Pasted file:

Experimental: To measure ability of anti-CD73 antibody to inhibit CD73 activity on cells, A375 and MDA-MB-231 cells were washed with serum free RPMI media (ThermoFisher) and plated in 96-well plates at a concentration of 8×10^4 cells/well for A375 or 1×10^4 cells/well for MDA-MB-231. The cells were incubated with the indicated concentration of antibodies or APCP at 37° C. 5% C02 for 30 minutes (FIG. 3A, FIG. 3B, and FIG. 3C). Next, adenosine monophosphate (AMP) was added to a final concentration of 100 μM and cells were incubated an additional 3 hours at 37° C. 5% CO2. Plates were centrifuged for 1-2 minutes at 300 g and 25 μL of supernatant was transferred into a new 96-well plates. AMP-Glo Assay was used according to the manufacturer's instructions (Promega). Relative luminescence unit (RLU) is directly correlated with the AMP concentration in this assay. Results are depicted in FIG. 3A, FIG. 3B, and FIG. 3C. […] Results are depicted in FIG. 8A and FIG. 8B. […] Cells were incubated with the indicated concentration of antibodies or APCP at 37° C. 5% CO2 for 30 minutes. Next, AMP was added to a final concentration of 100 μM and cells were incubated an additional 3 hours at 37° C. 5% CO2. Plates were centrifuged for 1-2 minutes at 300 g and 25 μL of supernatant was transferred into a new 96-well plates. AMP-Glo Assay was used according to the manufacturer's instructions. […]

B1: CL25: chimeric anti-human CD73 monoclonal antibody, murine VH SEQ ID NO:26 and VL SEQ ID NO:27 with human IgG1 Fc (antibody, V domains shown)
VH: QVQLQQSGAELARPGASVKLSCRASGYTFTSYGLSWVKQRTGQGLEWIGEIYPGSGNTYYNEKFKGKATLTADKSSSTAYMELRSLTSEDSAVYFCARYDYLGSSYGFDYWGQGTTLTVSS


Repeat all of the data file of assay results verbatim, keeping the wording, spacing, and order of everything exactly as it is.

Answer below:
Experimental: To measure ability of anti-CD73 antibody to inhibit CD73 activity on cells, A375 and MDA-MB-231 cells were washed with serum free RPMI media (ThermoFisher) and plated in 96-well plates at a concentration of 8×10^4 cells/well for A375 or 1×10^4 cells/well for MDA-MB-231. The cells were incubated with the indicated concentration of antibodies or APCP at 37° C. 5% C02 for 30 minutes (FIG. 3A, FIG. 3B, and FIG. 3C). Next, adenosine monophosphate (AMP) was added to a final concentration of 100 μM and cells were incubated an additional 3 hours at 37° C. 5% CO2. Plates were centrifuged for 1-2 minutes at 300 g and 25 μL of supernatant was transferred into a new 96-well plates. AMP-Glo Assay was used according to the manufacturer's instructions (Promega). Relative luminescence unit (RLU) is directly correlated with the AMP concentration in this assay. Results are depicted in FIG. 3A, FIG. 3B, and FIG. 3C. […] Results are depicted in FIG. 8A and FIG. 8B. […] Cells were incubated with the indicated concentration of antibodies or APCP at 37° C. 5% CO2 for 30 minutes. Next, AMP was added to a final concentration of 100 μM and cells were incubated an additional 3 hours at 37° C. 5% CO2. Plates were centrifuged for 1-2 minutes at 300 g and 25 μL of supernatant was transferred into a new 96-well plates. AMP-Glo Assay was used according to the manufacturer's instructions. […]

B1: CL25: chimeric anti-human CD73 monoclonal antibody, murine VH SEQ ID NO:26 and VL SEQ ID NO:27 with human IgG1 Fc (antibody, V domains shown)
VH: QVQLQQSGAELARPGASVKLSCRASGYTFTSYGLSWVKQRTGQGLEWIGEIYPGSGNTYYNEKFKGKATLTADKSSSTAYMELRSLTSEDSAVYFCARYDYLGSSYGFDYWGQGTTLTVSS